As we usher in the 116th Congressional Session beginning January 4, 2019, lawmakers (newcomers and incumbents) will have the opportunity to address a number of legislative and regulatory issues. Immigration reform, access to affordable health care, climate change, and national and global security are among a long list of issues that will be discussed and debated during this new congressional session. And while there are numerous competing demands as with all other legislative sessions, nurses are encouraged to remain abreast of issues that impact health care and the nursing profession.
This year promises to be another great year to continue improving our policy acumen and advocating for those issues that are most important to us and the communities we serve.
Moving forward in 2019, newly elected Lauren Underwood, MSN/MPH, RN, of Naperville, Illinois will represent the 14th Congressional District of Illinois beginning January 3, 2019. Rep. Underwood is committed to ensuring that everyone has access to affordable health care. She is currently one of two nurses serving in the U.S. Congress. Other nurses across the country hold elected positions in their state legislatures and government appointed positions or serve on a number of advisory committees or boards.
This session, lawmakers committed to eliminating health disparities will work to enact legislation that will propel us toward achieving health equity, particularly for underserved populations who suffer disproportionality from a number of illnesses and poor social conditions. No doubt the issue of health care reform will remain front and center, especially in light of the recent ruling from a federal Texas judge deciding that the Affordable Care Act is unconstitutional. Because this debate is far from being over, we must remain vigilant in monitoring what is happening with this historic legislation. And just as 2018 was deemed the Year of Advocacy by the American Nurses Association, we must be mindful that advocacy is always in season calling us to lend our voices on behalf of those we serve. Regardless of position or setting, every nurse can seize the opportunity to weigh in on policy issues that are of importance to them.
So, consider how will you stay engaged and informed of federal and local policies or regulations that may influence your practice or even the degree to which health care is available to those you serve. Remaining updated on policy issues is becoming even more essential for today’s health care professional. Our professional and specialty nursing organizations provide key resources and often have a specific policy agenda. Have you explored what your professional organization’s position is on a number of policy issues important to nursing?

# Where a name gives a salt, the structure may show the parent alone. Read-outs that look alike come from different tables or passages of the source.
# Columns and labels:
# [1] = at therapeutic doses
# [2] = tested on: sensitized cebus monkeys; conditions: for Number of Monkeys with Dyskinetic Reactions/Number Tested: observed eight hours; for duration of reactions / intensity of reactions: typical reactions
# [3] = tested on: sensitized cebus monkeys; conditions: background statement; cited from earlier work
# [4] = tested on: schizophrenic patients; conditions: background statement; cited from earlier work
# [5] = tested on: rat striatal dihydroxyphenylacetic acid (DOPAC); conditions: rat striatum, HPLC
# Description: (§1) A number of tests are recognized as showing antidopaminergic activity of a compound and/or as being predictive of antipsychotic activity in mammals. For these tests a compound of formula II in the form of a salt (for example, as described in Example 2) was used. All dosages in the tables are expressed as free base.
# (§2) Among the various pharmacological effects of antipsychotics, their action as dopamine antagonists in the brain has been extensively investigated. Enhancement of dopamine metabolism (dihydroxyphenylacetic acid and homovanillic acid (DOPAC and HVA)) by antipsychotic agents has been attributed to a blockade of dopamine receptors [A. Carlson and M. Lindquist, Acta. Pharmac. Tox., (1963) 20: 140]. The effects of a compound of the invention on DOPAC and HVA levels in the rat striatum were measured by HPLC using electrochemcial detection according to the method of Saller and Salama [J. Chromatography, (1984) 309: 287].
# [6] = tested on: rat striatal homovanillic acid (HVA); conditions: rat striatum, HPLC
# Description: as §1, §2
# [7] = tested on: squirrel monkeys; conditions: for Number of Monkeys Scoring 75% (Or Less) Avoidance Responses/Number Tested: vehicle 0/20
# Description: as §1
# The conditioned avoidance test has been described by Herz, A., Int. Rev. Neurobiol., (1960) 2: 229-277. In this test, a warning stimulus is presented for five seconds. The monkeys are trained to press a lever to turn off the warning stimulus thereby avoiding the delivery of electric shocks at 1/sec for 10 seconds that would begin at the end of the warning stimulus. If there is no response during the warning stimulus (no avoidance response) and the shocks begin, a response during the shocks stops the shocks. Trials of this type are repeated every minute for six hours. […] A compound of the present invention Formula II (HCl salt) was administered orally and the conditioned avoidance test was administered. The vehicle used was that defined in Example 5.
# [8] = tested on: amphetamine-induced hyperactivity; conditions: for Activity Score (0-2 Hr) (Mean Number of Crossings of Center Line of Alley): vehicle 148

Consider attending an actual or virtual lobby day this year. Each year nursing organizations such as the American Association of Colleges of Nursing (AACN), the American Organization of Nurse Executives (AONE), and the American Nurses Association (ANA) convene lobby days in DC but also provide opportunities to participate virtually for those who cannot attend in person. Visit their web sites for more details. Numerous state nursing organizations and other health related organizations across the United States also convene lobby days providing yet another venue to lend your voice to a number of health-related causes. And remember to touch base with the Office of Government Relations within your health care system, university, or college.
Be resolved to visit a legislative official this year to learn more about their health policy agenda and promote the profession as well. Commit to reading the local news for policy hooks as they say, “all politics is local.” Subscribe to the Federal Register to stay informed about opportunities to offer comments on proposed regulations, policies or key reports. The Register also highlights opportunities to apply to serve on national advisory committees. Volunteer to give testimony at hearings and town hall meetings as lawmakers can benefit from hearing directly from nurses on health care matters. Well that should keep us all pretty busy. In the meantime, check out some of the resources listed on the right to help with advancing your engagement in policy advocacy.
Key Resources to Stay Abreast of Health Policy and Legislative Issues
Nursing and Health Care Related Issues
- American Nurses Association Government Affairs
- American Association of Nurse Practitioners
- American Association of Colleges of Nursing
- National League of Nursing
- National Council of State Boards of Nursing
Health Care Access and Other Health Care Related Issues
Health Equity and Disparities Reduction
State Specific Data
Check with your local and state Departments of Health to locate recent and local statistics.
Tracking Legislative Bills
- Health Policy and Politics: A Nurse’s Guide (6th ed.), by Jeri A. Milstead and Nancy M. Short
- Nurses Making Policy: From Bedside to Boardroom (2nd ed.), edited by Rebecca M. Patton, Margarete L. Zalon, and Ruth Ludwick
- Health Policy: Application for Nurses and Other Healthcare Professionals (2nd ed.), by Demetrius J. Porche
and the director of nursing research and health equity at Rush University Medical Center.
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